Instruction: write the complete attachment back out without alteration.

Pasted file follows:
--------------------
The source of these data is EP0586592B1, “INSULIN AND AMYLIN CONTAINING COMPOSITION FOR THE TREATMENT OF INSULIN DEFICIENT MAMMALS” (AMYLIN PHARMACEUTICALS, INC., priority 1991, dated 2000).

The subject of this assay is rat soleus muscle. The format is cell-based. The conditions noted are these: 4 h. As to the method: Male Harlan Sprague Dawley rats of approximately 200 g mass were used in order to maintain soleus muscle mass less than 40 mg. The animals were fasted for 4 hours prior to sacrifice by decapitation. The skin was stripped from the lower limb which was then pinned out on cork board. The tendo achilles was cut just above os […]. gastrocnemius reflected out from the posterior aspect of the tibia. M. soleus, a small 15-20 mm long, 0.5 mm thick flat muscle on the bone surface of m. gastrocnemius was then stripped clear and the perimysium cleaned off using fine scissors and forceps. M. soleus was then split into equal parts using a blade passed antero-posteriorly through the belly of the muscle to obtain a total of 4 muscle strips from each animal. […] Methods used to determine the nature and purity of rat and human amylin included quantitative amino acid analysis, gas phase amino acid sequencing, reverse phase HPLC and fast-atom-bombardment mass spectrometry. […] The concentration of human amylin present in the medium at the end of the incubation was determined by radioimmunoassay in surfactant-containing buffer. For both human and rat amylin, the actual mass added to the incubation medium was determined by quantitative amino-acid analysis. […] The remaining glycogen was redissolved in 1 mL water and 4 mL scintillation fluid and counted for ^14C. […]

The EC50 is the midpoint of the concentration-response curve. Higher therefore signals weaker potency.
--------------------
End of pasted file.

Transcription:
The source of these data is EP0586592B1, “INSULIN AND AMYLIN CONTAINING COMPOSITION FOR THE TREATMENT OF INSULIN DEFICIENT MAMMALS” (AMYLIN PHARMACEUTICALS, INC., priority 1991, dated 2000).

The subject of this assay is rat soleus muscle. The format is cell-based. The conditions noted are these: 4 h. As to the method: Male Harlan Sprague Dawley rats of approximately 200 g mass were used in order to maintain soleus muscle mass less than 40 mg. The animals were fasted for 4 hours prior to sacrifice by decapitation. The skin was stripped from the lower limb which was then pinned out on cork board. The tendo achilles was cut just above os […]. gastrocnemius reflected out from the posterior aspect of the tibia. M. soleus, a small 15-20 mm long, 0.5 mm thick flat muscle on the bone surface of m. gastrocnemius was then stripped clear and the perimysium cleaned off using fine scissors and forceps. M. soleus was then split into equal parts using a blade passed antero-posteriorly through the belly of the muscle to obtain a total of 4 muscle strips from each animal. […] Methods used to determine the nature and purity of rat and human amylin included quantitative amino acid analysis, gas phase amino acid sequencing, reverse phase HPLC and fast-atom-bombardment mass spectrometry. […] The concentration of human amylin present in the medium at the end of the incubation was determined by radioimmunoassay in surfactant-containing buffer. For both human and rat amylin, the actual mass added to the incubation medium was determined by quantitative amino-acid analysis. […] The remaining glycogen was redissolved in 1 mL water and 4 mL scintillation fluid and counted for ^14C. […]

The EC50 is the midpoint of the concentration-response curve. Higher therefore signals weaker potency.